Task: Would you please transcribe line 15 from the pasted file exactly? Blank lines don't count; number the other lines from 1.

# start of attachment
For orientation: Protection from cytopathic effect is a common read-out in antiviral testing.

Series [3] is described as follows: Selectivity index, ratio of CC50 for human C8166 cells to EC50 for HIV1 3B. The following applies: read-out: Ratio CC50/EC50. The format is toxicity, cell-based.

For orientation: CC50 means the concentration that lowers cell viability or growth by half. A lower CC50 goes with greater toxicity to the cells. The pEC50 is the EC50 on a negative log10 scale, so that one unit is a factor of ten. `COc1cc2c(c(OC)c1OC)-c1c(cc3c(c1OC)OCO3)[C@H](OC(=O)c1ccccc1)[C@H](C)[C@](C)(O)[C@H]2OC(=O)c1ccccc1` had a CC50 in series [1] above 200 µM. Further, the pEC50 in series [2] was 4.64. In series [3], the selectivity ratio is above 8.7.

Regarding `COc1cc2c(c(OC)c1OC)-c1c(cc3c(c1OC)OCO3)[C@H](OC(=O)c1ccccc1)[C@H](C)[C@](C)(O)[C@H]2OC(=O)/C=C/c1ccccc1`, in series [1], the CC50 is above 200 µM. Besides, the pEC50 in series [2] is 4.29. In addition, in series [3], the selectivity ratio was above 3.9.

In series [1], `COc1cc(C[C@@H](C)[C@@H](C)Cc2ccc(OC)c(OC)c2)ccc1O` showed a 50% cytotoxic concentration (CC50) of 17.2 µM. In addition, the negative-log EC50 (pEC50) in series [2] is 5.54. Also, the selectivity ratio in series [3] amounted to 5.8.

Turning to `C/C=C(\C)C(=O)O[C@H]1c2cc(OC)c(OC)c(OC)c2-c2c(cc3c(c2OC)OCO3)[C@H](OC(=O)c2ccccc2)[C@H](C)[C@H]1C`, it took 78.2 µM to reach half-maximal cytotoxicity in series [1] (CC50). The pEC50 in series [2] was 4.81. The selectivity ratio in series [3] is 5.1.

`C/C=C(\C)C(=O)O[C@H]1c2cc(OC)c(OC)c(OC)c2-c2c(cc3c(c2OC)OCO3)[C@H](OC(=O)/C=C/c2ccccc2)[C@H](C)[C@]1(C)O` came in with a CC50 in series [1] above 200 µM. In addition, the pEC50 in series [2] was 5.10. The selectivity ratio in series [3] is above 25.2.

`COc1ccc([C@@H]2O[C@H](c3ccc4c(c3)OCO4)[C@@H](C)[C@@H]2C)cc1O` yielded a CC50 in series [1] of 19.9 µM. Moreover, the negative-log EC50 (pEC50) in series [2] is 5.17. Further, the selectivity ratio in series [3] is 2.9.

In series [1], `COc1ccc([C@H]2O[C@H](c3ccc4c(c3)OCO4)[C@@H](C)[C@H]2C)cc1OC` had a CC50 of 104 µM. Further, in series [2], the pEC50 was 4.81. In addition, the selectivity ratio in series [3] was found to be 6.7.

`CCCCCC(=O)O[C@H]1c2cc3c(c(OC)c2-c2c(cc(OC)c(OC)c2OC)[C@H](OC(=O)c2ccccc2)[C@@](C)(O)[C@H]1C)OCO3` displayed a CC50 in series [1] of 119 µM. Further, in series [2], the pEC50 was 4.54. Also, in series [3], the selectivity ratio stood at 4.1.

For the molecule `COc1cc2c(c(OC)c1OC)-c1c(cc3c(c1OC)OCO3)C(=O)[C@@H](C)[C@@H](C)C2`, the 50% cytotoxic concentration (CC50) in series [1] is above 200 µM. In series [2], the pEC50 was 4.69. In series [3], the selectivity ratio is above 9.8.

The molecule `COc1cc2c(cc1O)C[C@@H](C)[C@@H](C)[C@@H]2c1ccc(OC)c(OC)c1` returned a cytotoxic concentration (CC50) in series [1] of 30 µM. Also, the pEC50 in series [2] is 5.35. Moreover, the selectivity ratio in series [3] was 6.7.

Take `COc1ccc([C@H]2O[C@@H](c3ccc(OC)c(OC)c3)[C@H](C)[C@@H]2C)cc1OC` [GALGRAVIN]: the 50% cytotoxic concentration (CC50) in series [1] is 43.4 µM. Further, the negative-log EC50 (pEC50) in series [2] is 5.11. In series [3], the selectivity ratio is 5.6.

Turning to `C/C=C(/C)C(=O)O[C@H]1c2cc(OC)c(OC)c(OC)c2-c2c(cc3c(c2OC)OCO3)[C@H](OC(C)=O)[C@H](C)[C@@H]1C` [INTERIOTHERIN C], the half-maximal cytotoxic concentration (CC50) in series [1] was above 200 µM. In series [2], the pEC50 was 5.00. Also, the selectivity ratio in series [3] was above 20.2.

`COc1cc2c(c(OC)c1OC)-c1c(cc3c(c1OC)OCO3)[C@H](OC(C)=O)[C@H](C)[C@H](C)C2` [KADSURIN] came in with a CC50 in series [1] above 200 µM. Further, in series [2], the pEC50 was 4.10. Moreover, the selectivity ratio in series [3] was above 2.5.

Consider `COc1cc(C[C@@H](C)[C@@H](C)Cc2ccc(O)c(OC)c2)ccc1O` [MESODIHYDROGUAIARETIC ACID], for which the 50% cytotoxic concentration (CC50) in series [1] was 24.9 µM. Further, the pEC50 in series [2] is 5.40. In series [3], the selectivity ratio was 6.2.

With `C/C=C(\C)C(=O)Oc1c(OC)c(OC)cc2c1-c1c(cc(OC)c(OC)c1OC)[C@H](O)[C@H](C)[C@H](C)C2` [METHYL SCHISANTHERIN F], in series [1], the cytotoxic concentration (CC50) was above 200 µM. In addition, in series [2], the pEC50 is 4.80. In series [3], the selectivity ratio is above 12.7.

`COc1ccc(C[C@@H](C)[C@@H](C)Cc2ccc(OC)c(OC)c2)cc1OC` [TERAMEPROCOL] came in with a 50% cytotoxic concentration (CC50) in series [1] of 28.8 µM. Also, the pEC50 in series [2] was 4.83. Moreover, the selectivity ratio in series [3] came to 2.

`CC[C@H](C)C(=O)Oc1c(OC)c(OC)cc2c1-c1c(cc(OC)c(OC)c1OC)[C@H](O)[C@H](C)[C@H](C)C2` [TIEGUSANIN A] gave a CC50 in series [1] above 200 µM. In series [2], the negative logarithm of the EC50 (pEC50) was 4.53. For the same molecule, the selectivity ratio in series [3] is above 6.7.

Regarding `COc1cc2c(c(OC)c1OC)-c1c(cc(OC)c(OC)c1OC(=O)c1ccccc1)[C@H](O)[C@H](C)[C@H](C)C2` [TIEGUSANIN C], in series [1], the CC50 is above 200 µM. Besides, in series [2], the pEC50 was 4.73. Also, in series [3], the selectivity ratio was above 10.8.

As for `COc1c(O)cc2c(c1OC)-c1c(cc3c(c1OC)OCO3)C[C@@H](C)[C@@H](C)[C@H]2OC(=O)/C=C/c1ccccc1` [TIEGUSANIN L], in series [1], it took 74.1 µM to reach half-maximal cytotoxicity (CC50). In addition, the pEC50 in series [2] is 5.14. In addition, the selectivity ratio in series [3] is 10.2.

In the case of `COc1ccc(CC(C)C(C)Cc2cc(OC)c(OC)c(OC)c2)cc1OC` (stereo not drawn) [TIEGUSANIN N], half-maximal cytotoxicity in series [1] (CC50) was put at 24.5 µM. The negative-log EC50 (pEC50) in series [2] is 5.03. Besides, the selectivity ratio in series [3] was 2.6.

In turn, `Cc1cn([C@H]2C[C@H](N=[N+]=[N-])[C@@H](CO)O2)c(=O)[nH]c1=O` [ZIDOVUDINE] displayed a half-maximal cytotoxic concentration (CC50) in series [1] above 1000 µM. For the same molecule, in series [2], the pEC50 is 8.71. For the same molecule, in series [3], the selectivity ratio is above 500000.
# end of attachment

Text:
`COc1cc2c(c(OC)c1OC)-c1c(cc3c(c1OC)OCO3)[C@H](OC(C)=O)[C@H](C)[C@H](C)C2` [KADSURIN] came in with a CC50 in series [1] above 200 µM. Further, in series [2], the pEC50 was 4.10. Moreover, the selectivity ratio in series [3] was above 2.5.